Specific examples of macromolecular binders include styrene/maleic anhydride copolymer, polymethylmethacrylate, polyvinyl butyral, alcohol-soluble polyamides, polyvinyl acetate, maleate resins, terpenephenol resins, and mixtures of two or more thereof.
More detailed description of the present invention will be given below. However, the present invention should not be construed as being limited to the following description.
As for the support, dimensionally stable sheets including those that have been used as supports for plates in the graphic arts can be used to advantage in the present invention also. Specific examples of such supports include paper, paper laminated with a plastic film (e.g., polyethylene, polypropylene, polystyrene, etc.), sheets of metals such as aluminium including aluminium alloys, zinc, iron, copper, etc., plastic films such as cellulose diacetate film, cellulose triacetate film, cellulose propionate film, cellulose butyrate film, cellulose butyrate acetate film, cellulose nitrate film, polyethylene terephthalate film, polyethylene film, polystyrene film, polypropylene film, polycarbonate film, polyvinyl acetal film, etc., paper and a plastic film on which a metal as described above is evaporated or laminated, and so on.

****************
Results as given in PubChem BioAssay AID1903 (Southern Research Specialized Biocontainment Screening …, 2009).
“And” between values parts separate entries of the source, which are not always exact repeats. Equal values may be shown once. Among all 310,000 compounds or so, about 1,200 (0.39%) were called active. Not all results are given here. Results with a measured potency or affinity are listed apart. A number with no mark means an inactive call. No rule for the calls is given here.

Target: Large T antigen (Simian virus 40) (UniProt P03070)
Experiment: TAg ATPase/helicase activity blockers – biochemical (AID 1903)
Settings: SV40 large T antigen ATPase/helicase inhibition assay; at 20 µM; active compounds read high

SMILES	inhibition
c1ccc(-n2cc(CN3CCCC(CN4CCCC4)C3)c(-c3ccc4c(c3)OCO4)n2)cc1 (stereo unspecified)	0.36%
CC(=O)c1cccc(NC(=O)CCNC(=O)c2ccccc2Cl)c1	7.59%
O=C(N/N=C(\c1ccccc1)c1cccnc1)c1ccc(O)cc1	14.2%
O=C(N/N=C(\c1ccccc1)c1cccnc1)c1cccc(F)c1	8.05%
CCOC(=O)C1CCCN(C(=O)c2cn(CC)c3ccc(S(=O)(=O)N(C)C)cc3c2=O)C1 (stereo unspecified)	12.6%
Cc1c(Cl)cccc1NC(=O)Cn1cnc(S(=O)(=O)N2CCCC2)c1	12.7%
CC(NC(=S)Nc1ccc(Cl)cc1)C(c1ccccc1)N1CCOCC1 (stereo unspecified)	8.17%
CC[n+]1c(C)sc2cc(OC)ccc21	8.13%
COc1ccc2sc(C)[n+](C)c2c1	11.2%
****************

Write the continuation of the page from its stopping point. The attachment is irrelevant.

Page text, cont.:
The fluorine containing surface active agent of the present invention is used in an amount of, preferably from 0.01 to 12 wt %, more preferably from 0.05 to 5 wt %, based on the coloring layer constituents (excepting, of course, the solvent used).